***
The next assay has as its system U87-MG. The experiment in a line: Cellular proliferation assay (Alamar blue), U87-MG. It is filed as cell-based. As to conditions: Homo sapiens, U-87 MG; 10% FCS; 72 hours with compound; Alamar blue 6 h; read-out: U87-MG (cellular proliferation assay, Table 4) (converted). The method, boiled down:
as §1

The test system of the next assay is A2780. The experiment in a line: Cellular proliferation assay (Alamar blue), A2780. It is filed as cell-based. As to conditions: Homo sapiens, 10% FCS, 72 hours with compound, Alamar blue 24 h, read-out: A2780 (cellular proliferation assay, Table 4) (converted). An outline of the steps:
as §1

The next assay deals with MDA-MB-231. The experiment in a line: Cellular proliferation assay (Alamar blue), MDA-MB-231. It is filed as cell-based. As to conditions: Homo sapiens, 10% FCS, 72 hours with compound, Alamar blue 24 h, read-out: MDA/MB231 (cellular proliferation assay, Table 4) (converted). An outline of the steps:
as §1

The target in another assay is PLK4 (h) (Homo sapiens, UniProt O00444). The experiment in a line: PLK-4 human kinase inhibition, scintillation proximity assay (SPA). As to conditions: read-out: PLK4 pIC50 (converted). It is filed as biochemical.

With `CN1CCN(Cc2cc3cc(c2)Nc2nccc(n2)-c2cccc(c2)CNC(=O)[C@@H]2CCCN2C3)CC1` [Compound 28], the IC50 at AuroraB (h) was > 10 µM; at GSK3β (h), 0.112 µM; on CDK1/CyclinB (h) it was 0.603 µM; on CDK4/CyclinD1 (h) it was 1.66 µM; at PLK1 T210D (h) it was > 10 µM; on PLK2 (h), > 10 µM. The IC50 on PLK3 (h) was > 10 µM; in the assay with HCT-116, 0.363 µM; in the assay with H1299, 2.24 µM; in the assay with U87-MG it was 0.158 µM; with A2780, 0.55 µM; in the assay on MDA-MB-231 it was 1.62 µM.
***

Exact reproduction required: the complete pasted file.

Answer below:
The next assay has as its system U87-MG. The experiment in a line: Cellular proliferation assay (Alamar blue), U87-MG. It is filed as cell-based. As to conditions: Homo sapiens, U-87 MG; 10% FCS; 72 hours with compound; Alamar blue 6 h; read-out: U87-MG (cellular proliferation assay, Table 4) (converted). The method, boiled down:
as §1

The test system of the next assay is A2780. The experiment in a line: Cellular proliferation assay (Alamar blue), A2780. It is filed as cell-based. As to conditions: Homo sapiens, 10% FCS, 72 hours with compound, Alamar blue 24 h, read-out: A2780 (cellular proliferation assay, Table 4) (converted). An outline of the steps:
as §1

The next assay deals with MDA-MB-231. The experiment in a line: Cellular proliferation assay (Alamar blue), MDA-MB-231. It is filed as cell-based. As to conditions: Homo sapiens, 10% FCS, 72 hours with compound, Alamar blue 24 h, read-out: MDA/MB231 (cellular proliferation assay, Table 4) (converted). An outline of the steps:
as §1

The target in another assay is PLK4 (h) (Homo sapiens, UniProt O00444). The experiment in a line: PLK-4 human kinase inhibition, scintillation proximity assay (SPA). As to conditions: read-out: PLK4 pIC50 (converted). It is filed as biochemical.

With `CN1CCN(Cc2cc3cc(c2)Nc2nccc(n2)-c2cccc(c2)CNC(=O)[C@@H]2CCCN2C3)CC1` [Compound 28], the IC50 at AuroraB (h) was > 10 µM; at GSK3β (h), 0.112 µM; on CDK1/CyclinB (h) it was 0.603 µM; on CDK4/CyclinD1 (h) it was 1.66 µM; at PLK1 T210D (h) it was > 10 µM; on PLK2 (h), > 10 µM. The IC50 on PLK3 (h) was > 10 µM; in the assay with HCT-116, 0.363 µM; in the assay with H1299, 2.24 µM; in the assay with U87-MG it was 0.158 µM; with A2780, 0.55 µM; in the assay on MDA-MB-231 it was 1.62 µM.